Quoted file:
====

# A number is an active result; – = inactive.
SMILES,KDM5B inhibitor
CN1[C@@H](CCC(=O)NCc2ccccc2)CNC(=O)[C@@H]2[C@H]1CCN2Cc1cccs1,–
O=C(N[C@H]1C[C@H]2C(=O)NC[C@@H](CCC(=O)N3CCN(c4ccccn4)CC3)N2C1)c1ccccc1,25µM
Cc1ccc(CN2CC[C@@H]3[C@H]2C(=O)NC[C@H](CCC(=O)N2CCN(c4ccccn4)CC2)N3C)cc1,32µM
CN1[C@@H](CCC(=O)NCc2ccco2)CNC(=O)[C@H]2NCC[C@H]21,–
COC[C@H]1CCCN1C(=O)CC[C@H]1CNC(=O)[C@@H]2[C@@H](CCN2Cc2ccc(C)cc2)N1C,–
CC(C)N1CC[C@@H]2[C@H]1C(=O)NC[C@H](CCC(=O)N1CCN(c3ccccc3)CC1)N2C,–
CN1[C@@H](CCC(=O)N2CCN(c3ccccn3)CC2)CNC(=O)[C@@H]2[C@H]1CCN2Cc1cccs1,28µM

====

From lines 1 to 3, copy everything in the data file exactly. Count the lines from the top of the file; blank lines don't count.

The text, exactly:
# A number is an active result; – = inactive.
SMILES,KDM5B inhibitor
CN1[C@@H](CCC(=O)NCc2ccccc2)CNC(=O)[C@@H]2[C@H]1CCN2Cc1cccs1,–